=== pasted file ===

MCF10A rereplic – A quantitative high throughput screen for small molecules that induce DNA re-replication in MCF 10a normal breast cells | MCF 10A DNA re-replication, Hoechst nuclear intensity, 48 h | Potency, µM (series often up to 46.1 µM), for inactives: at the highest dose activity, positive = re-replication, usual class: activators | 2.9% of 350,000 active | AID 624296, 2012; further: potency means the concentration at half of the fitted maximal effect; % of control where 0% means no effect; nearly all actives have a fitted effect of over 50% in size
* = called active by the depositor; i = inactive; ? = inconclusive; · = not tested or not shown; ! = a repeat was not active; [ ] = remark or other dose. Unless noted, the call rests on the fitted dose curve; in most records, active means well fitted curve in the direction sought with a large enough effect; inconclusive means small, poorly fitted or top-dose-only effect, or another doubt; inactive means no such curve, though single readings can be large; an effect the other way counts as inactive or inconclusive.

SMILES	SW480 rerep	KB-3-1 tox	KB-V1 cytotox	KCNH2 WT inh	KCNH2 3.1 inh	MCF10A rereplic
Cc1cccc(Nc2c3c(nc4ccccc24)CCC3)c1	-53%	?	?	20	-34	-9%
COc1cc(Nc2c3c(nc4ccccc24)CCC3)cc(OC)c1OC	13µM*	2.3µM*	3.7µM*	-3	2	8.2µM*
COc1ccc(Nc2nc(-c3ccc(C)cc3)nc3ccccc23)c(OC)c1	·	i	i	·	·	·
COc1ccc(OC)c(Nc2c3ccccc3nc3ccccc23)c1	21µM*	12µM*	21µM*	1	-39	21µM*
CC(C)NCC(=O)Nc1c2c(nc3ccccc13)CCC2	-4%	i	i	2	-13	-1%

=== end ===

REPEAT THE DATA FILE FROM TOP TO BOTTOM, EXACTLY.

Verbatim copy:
MCF10A rereplic – A quantitative high throughput screen for small molecules that induce DNA re-replication in MCF 10a normal breast cells | MCF 10A DNA re-replication, Hoechst nuclear intensity, 48 h | Potency, µM (series often up to 46.1 µM), for inactives: at the highest dose activity, positive = re-replication, usual class: activators | 2.9% of 350,000 active | AID 624296, 2012; further: potency means the concentration at half of the fitted maximal effect; % of control where 0% means no effect; nearly all actives have a fitted effect of over 50% in size
* = called active by the depositor; i = inactive; ? = inconclusive; · = not tested or not shown; ! = a repeat was not active; [ ] = remark or other dose. Unless noted, the call rests on the fitted dose curve; in most records, active means well fitted curve in the direction sought with a large enough effect; inconclusive means small, poorly fitted or top-dose-only effect, or another doubt; inactive means no such curve, though single readings can be large; an effect the other way counts as inactive or inconclusive.

SMILES	SW480 rerep	KB-3-1 tox	KB-V1 cytotox	KCNH2 WT inh	KCNH2 3.1 inh	MCF10A rereplic
Cc1cccc(Nc2c3c(nc4ccccc24)CCC3)c1	-53%	?	?	20	-34	-9%
COc1cc(Nc2c3c(nc4ccccc24)CCC3)cc(OC)c1OC	13µM*	2.3µM*	3.7µM*	-3	2	8.2µM*
COc1ccc(Nc2nc(-c3ccc(C)cc3)nc3ccccc23)c(OC)c1	·	i	i	·	·	·
COc1ccc(OC)c(Nc2c3ccccc3nc3ccccc23)c1	21µM*	12µM*	21µM*	1	-39	21µM*
CC(C)NCC(=O)Nc1c2c(nc3ccccc13)CCC2	-4%	i	i	2	-13	-1%